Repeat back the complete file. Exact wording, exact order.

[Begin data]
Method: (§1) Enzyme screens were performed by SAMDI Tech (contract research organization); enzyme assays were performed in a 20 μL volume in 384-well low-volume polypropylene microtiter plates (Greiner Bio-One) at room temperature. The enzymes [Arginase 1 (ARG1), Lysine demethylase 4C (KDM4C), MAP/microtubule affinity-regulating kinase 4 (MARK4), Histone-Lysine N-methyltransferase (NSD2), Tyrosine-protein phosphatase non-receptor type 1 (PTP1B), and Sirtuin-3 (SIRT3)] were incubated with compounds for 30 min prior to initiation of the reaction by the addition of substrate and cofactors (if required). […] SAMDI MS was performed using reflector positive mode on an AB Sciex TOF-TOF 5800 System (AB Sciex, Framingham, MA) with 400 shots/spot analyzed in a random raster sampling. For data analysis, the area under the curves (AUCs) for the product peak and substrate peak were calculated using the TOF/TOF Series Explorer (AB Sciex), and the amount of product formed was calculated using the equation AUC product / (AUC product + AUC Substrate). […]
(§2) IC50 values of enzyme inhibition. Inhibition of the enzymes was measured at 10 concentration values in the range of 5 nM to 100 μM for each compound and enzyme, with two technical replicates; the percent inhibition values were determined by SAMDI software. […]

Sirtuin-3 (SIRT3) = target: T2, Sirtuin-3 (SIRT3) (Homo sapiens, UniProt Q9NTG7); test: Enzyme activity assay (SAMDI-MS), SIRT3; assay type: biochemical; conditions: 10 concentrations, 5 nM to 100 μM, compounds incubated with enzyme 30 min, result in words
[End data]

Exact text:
Method: (§1) Enzyme screens were performed by SAMDI Tech (contract research organization); enzyme assays were performed in a 20 μL volume in 384-well low-volume polypropylene microtiter plates (Greiner Bio-One) at room temperature. The enzymes [Arginase 1 (ARG1), Lysine demethylase 4C (KDM4C), MAP/microtubule affinity-regulating kinase 4 (MARK4), Histone-Lysine N-methyltransferase (NSD2), Tyrosine-protein phosphatase non-receptor type 1 (PTP1B), and Sirtuin-3 (SIRT3)] were incubated with compounds for 30 min prior to initiation of the reaction by the addition of substrate and cofactors (if required). […] SAMDI MS was performed using reflector positive mode on an AB Sciex TOF-TOF 5800 System (AB Sciex, Framingham, MA) with 400 shots/spot analyzed in a random raster sampling. For data analysis, the area under the curves (AUCs) for the product peak and substrate peak were calculated using the TOF/TOF Series Explorer (AB Sciex), and the amount of product formed was calculated using the equation AUC product / (AUC product + AUC Substrate). […]
(§2) IC50 values of enzyme inhibition. Inhibition of the enzymes was measured at 10 concentration values in the range of 5 nM to 100 μM for each compound and enzyme, with two technical replicates; the percent inhibition values were determined by SAMDI software. […]

Sirtuin-3 (SIRT3) = target: T2, Sirtuin-3 (SIRT3) (Homo sapiens, UniProt Q9NTG7); test: Enzyme activity assay (SAMDI-MS), SIRT3; assay type: biochemical; conditions: 10 concentrations, 5 nM to 100 μM, compounds incubated with enzyme 30 min, result in words